Al-Ahram Weekly Online   27 September - 3 October 2007
Issue No. 864
Front Page
Published in Cairo by AL-AHRAM established in 1875

'A matter of life and death'
Egypt's largest workers' action in 20 years began on Sunday. Karim El-Khashab examines the ramifications of this latest strike
United for change
For the first time in 20 years, a coalition of four secular opposition parties was formed to press for greater political reform, writes Gamal Essam El-Din
Strictly dialogue
Recent Egyptian-Iranian talks have promised no breakthroughs, Dina Ezzat reports
Playing loose with law
Israel's declaring Gaza "hostile" is but a way to justify its unwarrantable starvation of Palestinians under occupation, writes Saleh Al-Naami
Crawling on hands and knees
The build-up to the "peace conference" is wearing out Abbas's kneecaps, laments Khaled Amayreh
The changing face of the news
Karim El-Khashab reviews the emergence of an "adversarial" press unseen in Egypt since the 1920s
The usual suspects
The police face yet more allegations of torture, reports Karim El-Khashab
'Not a photo-op'
Egypt's UN representative tells Dina Ezzat about the importance of the US-sponsored Middle East peace conference resulting in something concrete and the repercussions if it does not
New party founders?
What does the resignation of the chairman of the Democratic Front Party mean? Mona El-Nahhas seeks answers
Spectre of partition
The battle over who will be Lebanon's next president is the latest front line in the proxy war being fought by regional and international powers, writes Lucy Fielder from Beirut
Al-Qaeda or inside job?
Rumours of power struggles surround the recent suicide bombings targeting Bouteflika, says Faysal Saouli
'We'll revoke Al-Maliki's licence first'
The privatisation of security in Iraq threatens more than innocent civilians, reports Nermeen Al-Mufti
Words, not war with Iran
Iranian President Ahmadinejad's trip to New York this week was marked by protests and opposition, yet many Americans saw an opportunity to promote dialogue and debate, writes Ida Sawyer
Get a move on, then
Darfur featured prominently at the UN this week and the Sudanese government was pleasantly surprised, writes Gamal Nkrumah
Under fire
The Pakistan army may be kingmaker in politics but its realm is shrinking, writes Graham Usher in Rawalpindi
French fox
Sarkozy attempts to kill two birds with one stone. Can he do it? asks Eva Dadrian from Paris
Welcome, Maestro
The Cairo Opera's latest newcomer speaks to Amal Choucri Catta
With a little help from my friends
Digital filmmaking, independent cinema and the 23rd Alexandria International Film Festival (7-11 September): Nahed Nassr keeps her hopes up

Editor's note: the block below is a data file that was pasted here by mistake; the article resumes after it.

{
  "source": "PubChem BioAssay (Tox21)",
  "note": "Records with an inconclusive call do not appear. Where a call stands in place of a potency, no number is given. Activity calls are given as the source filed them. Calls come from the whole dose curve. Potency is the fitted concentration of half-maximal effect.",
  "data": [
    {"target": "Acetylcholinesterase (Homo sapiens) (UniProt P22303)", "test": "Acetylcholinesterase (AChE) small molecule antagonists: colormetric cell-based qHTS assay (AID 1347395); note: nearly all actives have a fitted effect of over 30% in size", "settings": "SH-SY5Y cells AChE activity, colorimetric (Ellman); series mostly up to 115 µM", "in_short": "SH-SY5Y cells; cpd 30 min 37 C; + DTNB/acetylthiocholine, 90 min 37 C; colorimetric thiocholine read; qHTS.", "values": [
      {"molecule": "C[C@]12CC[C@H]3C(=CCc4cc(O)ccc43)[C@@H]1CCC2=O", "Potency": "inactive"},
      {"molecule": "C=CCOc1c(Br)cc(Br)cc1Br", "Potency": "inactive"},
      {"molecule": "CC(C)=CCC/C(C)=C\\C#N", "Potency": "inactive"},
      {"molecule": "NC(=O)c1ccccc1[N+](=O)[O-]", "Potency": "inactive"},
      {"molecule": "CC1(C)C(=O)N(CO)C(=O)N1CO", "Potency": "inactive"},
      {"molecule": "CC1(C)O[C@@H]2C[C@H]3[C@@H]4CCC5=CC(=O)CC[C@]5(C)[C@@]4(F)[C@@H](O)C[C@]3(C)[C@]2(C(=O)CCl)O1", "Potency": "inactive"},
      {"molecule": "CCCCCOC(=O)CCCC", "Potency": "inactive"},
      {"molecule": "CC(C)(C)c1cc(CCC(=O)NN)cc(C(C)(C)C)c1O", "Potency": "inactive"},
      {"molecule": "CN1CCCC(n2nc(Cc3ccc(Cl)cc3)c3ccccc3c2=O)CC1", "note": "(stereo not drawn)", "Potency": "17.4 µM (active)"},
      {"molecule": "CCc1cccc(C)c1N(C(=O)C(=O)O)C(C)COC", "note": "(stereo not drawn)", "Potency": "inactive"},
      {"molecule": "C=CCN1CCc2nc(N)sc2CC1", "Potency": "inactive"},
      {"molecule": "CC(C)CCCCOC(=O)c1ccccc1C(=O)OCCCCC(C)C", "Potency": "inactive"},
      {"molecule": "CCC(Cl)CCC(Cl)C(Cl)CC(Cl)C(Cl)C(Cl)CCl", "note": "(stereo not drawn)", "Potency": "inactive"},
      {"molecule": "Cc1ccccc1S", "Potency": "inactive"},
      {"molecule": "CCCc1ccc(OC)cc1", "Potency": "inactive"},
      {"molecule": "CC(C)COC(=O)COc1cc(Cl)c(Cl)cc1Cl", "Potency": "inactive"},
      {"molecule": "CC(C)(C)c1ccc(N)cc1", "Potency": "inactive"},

Finding the inner Muslim prince
In the third of his Ramadan articles, Eric Walberg looks at the increasing attraction to Islam on the part of Westerners
Sources of authority
The making of fatwas in practice, and by tradition, is a collective process of adapting change to Islam, writes Sheikh Gamal Qotb
The age of fatwas
The traditional wisdom of Islamic jurisprudence is being bent to the whims of politicised fundamentalists, writes Azmi Ashour
This side of terror
Ramadan gives Westerners, and Americans in particular, a different perspective on Islam, writes Ida Sawyer
A global gift
Nashwa Abdel-Tawab discusses how people around the world celebrate the spiritual and religious aspects of Ramadan according to their traditions

Engulfed by the glitter of festive lights, a Palestinian elder sits cross-legged unperturbed by an Israeli police officer who stands guard at one of the entrances of the Al-Aqsa Mosque compound during Ramadan in Jerusalem's Old City

Take Tehran next
By Jonathan Cook


Winning a victory
Exercising political rights can lead to results, even for Arab Americans, writes James Zogby
Gazan scenarios
Under domestic pressure, the Israeli government may sabotage the upcoming Washington meeting by authorising a show of force over Gaza, writes Samir Ghattas
Academic shock and awe
The Israeli lobby has enlisted US university presidents to its cause with no debate on US university campuses, writes Sharif Elmusa
It's good to be king
Low turnout in Morocco's legislative elections is good for the monarchy but bad for the country, writes Amr Hamzawy
In Focus: Games of deceit
Though it has failed to implement its agenda, the US still has a few dangerous weapons in its arsenal, writes Galal Nassar
Salama A Salama:
Zoned out

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